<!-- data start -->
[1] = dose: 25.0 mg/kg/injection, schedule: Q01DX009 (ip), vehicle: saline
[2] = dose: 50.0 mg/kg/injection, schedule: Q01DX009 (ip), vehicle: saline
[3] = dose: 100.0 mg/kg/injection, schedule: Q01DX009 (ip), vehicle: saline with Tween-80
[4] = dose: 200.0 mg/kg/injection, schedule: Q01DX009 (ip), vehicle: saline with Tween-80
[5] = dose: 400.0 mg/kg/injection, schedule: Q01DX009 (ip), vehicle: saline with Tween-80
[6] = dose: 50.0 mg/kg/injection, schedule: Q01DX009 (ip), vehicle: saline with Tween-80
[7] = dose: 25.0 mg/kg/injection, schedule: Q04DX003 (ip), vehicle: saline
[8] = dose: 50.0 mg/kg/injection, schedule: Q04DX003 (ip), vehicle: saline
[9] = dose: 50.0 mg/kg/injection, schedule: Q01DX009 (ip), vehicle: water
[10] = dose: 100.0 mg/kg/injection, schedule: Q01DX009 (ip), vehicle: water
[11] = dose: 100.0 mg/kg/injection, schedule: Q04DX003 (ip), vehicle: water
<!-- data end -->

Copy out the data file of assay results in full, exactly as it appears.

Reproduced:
[1] = dose: 25.0 mg/kg/injection, schedule: Q01DX009 (ip), vehicle: saline
[2] = dose: 50.0 mg/kg/injection, schedule: Q01DX009 (ip), vehicle: saline
[3] = dose: 100.0 mg/kg/injection, schedule: Q01DX009 (ip), vehicle: saline with Tween-80
[4] = dose: 200.0 mg/kg/injection, schedule: Q01DX009 (ip), vehicle: saline with Tween-80
[5] = dose: 400.0 mg/kg/injection, schedule: Q01DX009 (ip), vehicle: saline with Tween-80
[6] = dose: 50.0 mg/kg/injection, schedule: Q01DX009 (ip), vehicle: saline with Tween-80
[7] = dose: 25.0 mg/kg/injection, schedule: Q04DX003 (ip), vehicle: saline
[8] = dose: 50.0 mg/kg/injection, schedule: Q04DX003 (ip), vehicle: saline
[9] = dose: 50.0 mg/kg/injection, schedule: Q01DX009 (ip), vehicle: water
[10] = dose: 100.0 mg/kg/injection, schedule: Q01DX009 (ip), vehicle: water
[11] = dose: 100.0 mg/kg/injection, schedule: Q04DX003 (ip), vehicle: water